First, a warning: This article may be considered extremely gross or nauseating by some readers. It's about where red meat actually comes from and the mental distortions maintained by people who eat large quantities of animal products. So, a courtesy warning: If you're easily sickened by talk of meat processing, I recommend you stop reading this article right now and don't read another word. I especially recommend that you skip the second half, which contains very graphic (but true) language about the meat processing industry.
I have a question for all the red meat eaters out there -- people who eat steak, sausage, bacon and hamburgers: Why don't you eat cow's brain or pig's brain? Most people will gladly eat the ribs of a cow, or the rump ("rump roast" anyone?). They'll eat the legs and wings of a chicken, but they won't eat the brains of these animals. Why is that?
I asked a few meat eaters this question, and they said, "It would be gross to eat the brains." I find that very curious. If they're eating the rump of a cow, or hot dogs made from parts of the cow carcass squeezed through an AMR (advanced meat recovery) machine, it seems like they're way beyond the gross factor. In response, one person asked me, "Why do you think we should eat the brains, anyway?"
The nutritional profile of cow brains
Good question. I don't think people should eat animals at all, but if you're going to eat them, the brain is actually one of the most nutritionally-dense organs found in any animal. From a nutritional standpoint, the brain is the best source of healthy oils in all land animals. In fact, human children who grew up eating the brains of animals have healthier brains and nervous systems than those who didn't.
Animal brains are also a very good source of cholesterol, and even though cholesterol has been named as a dietary culprit over the last few decades, that information is now largely understood to be incorrect. Cholesterol itself is not the culprit. Cholesterol doesn't cause heart disease. In fact, you need to consume some amount of cholesterol to be able to manufacture essential hormones.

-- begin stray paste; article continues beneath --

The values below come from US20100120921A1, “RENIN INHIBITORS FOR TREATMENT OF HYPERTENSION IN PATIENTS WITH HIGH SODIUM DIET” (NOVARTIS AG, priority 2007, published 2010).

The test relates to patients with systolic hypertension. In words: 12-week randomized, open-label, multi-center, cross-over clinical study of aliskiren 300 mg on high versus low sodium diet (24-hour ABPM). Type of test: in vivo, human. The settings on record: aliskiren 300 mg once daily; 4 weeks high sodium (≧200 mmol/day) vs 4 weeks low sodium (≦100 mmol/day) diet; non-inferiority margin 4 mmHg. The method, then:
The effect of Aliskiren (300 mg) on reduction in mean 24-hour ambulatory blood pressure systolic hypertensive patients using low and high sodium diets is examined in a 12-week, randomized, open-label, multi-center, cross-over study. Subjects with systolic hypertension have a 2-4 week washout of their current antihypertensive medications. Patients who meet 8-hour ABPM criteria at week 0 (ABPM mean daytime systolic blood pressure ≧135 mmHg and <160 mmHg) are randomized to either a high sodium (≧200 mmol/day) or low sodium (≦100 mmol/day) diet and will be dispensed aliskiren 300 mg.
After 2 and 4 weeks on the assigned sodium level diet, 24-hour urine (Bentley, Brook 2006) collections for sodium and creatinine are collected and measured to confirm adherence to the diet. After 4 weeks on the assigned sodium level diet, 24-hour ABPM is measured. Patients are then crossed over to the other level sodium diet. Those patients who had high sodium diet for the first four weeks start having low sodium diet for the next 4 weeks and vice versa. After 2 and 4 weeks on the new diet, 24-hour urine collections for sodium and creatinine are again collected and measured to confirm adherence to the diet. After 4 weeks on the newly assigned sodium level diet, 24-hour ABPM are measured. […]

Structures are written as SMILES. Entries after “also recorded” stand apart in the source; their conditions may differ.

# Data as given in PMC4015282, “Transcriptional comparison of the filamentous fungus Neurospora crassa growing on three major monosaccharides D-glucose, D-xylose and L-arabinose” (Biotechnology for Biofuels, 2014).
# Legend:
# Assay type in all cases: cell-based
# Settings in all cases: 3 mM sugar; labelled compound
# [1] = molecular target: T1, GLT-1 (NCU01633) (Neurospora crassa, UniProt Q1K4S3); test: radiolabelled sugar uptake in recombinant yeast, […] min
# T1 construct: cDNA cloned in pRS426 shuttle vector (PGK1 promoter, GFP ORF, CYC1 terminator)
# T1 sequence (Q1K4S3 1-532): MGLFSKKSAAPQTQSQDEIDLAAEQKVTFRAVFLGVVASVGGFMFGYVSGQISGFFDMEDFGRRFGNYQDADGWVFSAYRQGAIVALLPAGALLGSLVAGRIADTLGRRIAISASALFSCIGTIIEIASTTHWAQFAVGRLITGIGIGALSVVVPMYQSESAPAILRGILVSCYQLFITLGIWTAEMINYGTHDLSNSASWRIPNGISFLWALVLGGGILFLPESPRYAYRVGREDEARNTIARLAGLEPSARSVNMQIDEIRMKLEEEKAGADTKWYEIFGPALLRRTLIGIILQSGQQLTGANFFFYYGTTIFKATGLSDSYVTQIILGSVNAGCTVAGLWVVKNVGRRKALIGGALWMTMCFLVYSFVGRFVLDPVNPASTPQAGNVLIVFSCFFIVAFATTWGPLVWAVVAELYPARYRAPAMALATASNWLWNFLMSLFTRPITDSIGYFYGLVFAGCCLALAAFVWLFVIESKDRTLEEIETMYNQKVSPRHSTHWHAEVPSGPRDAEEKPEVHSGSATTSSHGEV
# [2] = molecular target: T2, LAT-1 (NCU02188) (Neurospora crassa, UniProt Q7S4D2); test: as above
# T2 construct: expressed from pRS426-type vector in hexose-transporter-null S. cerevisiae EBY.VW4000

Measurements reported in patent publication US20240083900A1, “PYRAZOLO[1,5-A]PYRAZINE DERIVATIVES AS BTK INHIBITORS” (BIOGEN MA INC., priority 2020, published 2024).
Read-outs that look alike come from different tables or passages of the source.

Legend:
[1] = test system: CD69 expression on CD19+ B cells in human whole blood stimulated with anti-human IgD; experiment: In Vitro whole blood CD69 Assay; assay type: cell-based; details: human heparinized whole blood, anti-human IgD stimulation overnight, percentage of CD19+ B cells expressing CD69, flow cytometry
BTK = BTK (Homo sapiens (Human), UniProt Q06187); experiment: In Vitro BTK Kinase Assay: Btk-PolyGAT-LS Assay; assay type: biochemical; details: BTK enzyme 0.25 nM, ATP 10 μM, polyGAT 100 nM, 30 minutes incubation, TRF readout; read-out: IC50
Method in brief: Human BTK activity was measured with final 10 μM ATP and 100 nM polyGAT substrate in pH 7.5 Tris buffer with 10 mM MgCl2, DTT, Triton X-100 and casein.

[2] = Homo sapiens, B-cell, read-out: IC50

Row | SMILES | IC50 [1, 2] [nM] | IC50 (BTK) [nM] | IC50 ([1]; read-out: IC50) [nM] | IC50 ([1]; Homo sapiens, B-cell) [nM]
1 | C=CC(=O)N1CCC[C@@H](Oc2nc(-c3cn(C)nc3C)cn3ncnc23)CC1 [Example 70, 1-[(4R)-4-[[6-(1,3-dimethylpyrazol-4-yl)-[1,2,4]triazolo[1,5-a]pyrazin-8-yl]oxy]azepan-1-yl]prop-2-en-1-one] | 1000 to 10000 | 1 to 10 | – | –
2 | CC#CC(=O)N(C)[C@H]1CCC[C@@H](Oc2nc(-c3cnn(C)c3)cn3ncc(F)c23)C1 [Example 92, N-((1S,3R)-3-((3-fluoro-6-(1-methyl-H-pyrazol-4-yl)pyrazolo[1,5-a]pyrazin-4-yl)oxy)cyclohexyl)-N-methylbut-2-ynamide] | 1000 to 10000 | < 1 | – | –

Today, there's a lot of talk about healthy fish oils and cod liver oil. What is cod liver oil but the oil that's squeezed out of the liver organ of a codfish? In the same way, cow brain oil, if there were such a product, would be the oil squeezed out of the brain organ of the cow. They are essentially the same concept, and they both produce very healthy oils from a nutritional point of view. Everybody knows, for example, that DHA is an important oil for the brain health of infants and children. Those who eat more DHA have been clinically proven to be smarter in adulthood. And guess what's found in cow brains? DHA.
In fact, some of the best animal sources of DHA are the retina, the brain and another bodily fluid that's too gross to mention here as a food source. It's interesting that people who eat beef skip all the parts of the animal that would enhance their own brain function, isn't it? A lack of dietary DHA promotes heart disease, Alzheimer's, dementia and poor cognitive function. Poor cognitive function (i.e. a poorly performing brain) causes people to make poor decisions about diet, such as eating more beef. And so the cycle continues.
It's beef, stupid
It's no exaggeration to say that people who eat lots of beef, but who fail to eat the DHA-rich parts of the animal or supplement with other sources of DHA (such as fish oils) display lower intelligence than people who follow plant-based diets with DHA supplementation. It doesn't mean that eating beef makes you stupid. Rather, it means that the dumber a person is, the more beef they're likely to eat and the less likely they are to seek out and consume healthy oils like DHA.
If you don't believe me, walk into any cowboy steakhouse and try to strike up a conversation about healthy oils and nutrition. You'll be met with blank stares that look dumber than the cows from which the steaks came in the first place. Let's face it: Cowboy steak lovers do not exactly represent the more sophisticated thinkers in society today. There is a nutritional reason behind that. The "pioneer diet" or "cowboy diet" is not one that maximizes brain nutrition for infants or adults. And when expectant mothers are deficient in brain-supporting nutrients, guess what happens to the IQs of their children?